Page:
1. Aspirational capital refers to the ability to maintain hopes and dreams for the future, even in the face of real and perceived barriers. This resiliency is evidenced

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in those who allow themselves and their children to dream of possibilities beyond their present circumstances, often without the objective means to attain those goals. This form of cultural wealth draws on the work of Patricia Gándara (1982, 1995) and others who have shown that Chicanas/os experience the lowest educa- tional outcomes compared to every other group in the US, but maintain consis- tently high aspirations for their children’s future (Delgado-Gaitan, 1992, 1994; Solórzano, 1992; Auerbach, 2001). These stories nurture a culture of possibility as they represent ‘the creation of a history that would break the links between parents’ current occupational status and their children’s future academic attain- ment’ (Gándara, 1995, p. 55).

2. Linguistic capital includes the intellectual and social skills attained through communication experiences in more than one language and/or style (see Faulstich Orellana, 2003).4 This aspect of cultural wealth learns from over 35 years of research about the value of bilingual education and emphasizes the connections between racialized cultural history and language (Cummins, 1986; Anzaldúa, 1987; Darder, 1991; García & Baker, 1995; Gutierrez et al., 1995; Macedo & Bartolomé, 1999; Gutierrez, 2002). Linguistic capital reflects the idea that Students of Color arrive at school with multiple language and communication skills. In addition, these children most often have been engaged participants in a storytelling tradition, that may include listening to and recounting oral histories,

Figure 2. A model of community cultural wealth. Adapted from: Oliver & Shapiro, 1995

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parables, stories (cuentos) and proverbs (dichos). This repertoire of storytelling skills may include memorization, attention to detail, dramatic pauses, comedic timing, facial affect, vocal tone, volume, rhythm and rhyme. Linguistic capital also refers to the ability to communicate via visual art, music or poetry.5 Just as students may utilize different vocal registers to whisper, whistle or sing, they must often develop and draw on various language registers, or styles, to communicate with different audiences. For example, Marjorie Faulstich Orellana (2003) exam- ines bilingual children who are often called upon to translate for their parents or other adults and finds that these youth gain multiple social tools of ‘vocabulary, audience awareness, cross-cultural awareness, “real-world” literacy skills, math skills, metalinguistic awareness, teaching and tutoring skills, civic and familial responsibility, [and] social maturity’ (p. 6).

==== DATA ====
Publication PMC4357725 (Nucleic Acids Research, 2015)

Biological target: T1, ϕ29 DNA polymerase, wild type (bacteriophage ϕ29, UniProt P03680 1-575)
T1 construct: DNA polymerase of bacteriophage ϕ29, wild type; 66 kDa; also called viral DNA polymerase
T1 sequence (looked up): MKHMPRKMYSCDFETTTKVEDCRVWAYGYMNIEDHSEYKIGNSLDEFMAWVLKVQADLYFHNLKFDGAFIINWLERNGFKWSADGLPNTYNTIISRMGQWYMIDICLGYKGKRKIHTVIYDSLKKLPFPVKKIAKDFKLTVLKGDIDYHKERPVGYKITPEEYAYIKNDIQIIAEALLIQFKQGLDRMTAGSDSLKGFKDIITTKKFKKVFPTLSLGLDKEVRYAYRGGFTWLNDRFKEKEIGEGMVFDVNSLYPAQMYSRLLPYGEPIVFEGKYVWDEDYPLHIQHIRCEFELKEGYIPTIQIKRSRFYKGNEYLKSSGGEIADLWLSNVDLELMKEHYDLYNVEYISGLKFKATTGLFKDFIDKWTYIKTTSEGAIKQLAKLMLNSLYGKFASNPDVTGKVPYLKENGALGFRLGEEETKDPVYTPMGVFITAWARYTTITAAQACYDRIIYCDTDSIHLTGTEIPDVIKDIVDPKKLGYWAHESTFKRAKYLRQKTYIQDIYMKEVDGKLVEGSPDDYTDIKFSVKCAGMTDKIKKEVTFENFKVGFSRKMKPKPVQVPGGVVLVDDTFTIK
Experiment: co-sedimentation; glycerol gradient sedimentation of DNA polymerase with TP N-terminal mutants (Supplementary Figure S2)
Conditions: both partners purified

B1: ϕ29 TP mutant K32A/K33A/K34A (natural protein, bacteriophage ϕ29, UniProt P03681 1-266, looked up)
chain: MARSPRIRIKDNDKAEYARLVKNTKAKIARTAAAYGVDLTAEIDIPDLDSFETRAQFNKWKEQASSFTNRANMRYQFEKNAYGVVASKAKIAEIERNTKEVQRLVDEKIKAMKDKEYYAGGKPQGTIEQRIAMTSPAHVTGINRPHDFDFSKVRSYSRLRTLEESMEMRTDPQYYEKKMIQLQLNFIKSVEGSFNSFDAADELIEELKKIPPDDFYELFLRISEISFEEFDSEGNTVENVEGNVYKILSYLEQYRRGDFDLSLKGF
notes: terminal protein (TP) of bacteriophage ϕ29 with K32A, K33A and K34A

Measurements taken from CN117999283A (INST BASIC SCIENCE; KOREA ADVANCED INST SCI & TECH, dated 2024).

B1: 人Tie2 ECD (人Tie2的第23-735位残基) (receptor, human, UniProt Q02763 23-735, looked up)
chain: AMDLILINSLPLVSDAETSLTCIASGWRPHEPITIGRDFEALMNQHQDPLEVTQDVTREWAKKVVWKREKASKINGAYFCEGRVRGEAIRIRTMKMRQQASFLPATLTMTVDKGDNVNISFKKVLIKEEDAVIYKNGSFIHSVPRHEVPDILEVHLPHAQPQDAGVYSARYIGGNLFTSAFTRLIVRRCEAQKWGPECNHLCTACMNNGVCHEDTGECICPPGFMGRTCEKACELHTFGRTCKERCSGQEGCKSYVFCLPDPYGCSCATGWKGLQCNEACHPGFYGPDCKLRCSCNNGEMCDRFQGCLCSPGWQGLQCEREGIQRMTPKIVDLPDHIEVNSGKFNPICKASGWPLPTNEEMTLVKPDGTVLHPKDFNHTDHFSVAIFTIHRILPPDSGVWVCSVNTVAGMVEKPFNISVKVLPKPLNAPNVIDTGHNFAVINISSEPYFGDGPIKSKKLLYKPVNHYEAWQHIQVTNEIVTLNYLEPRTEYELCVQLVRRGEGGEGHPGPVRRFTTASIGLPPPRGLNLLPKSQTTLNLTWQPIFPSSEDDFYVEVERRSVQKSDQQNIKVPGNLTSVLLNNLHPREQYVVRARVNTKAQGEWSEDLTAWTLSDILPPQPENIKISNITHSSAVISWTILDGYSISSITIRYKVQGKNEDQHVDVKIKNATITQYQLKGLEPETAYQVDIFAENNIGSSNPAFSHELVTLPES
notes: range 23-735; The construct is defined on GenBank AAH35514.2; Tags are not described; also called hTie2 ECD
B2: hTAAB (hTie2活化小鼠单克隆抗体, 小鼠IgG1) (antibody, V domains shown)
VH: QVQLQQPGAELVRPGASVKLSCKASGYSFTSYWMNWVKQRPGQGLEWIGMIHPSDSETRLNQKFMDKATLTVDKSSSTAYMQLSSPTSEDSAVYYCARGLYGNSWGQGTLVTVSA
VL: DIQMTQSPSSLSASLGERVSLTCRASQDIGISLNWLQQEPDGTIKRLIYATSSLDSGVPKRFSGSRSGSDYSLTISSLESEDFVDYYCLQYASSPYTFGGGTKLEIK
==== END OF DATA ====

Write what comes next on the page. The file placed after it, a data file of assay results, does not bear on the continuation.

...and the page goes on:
3. Familial capital refers to those cultural knowledges nurtured among familia (kin) that carry a sense of community history, memory and cultural intuition (see Delgado Bernal, 1998, 2002). This form of cultural wealth engages a commit- ment to community well being and expands the concept of family to include a more broad understanding of kinship. Acknowledging the racialized, classed and heterosexualized inferences that comprise traditional understandings of ‘family’, familial capital is nurtured by our ‘extended family’, which may include immedi- ate family (living or long passed on) as well as aunts, uncles, grandparents and friends who we might consider part of our familia. From these kinship ties, we learn the importance of maintaining a healthy connection to our community and its resources. Our kin also model lessons of caring, coping and providing (educación),6 which inform our emotional, moral, educational and occupational consciousness (Reese, 1992; Auerbach, 2001, 2004; Elenes et al., 2001; Lopez, 2003). This consciousness can be fostered within and between families, as well as through sports, school, religious gatherings and other social community settings. Isolation is minimized as families ‘become connected with others around common issues’ and realize they are ‘not alone in dealing with their problems’ (Delgado-Gaitan, 2001, p. 54). Familial capital is informed by the work of schol- ars who have addressed the communal bonds within African American communi- ties (Foley, 1997; Morris, 1999), the funds of knowledge within Mexican American communities (Moll et al., 1992; Vélez-Ibáñez & Greenberg, 1992; Gonzalez et al., 1995; Olmedo, 1997; Rueda et al., 2004) and pedagogies of the home that Students of Color bring with them to the classroom setting (Delgado Bernal, 2002).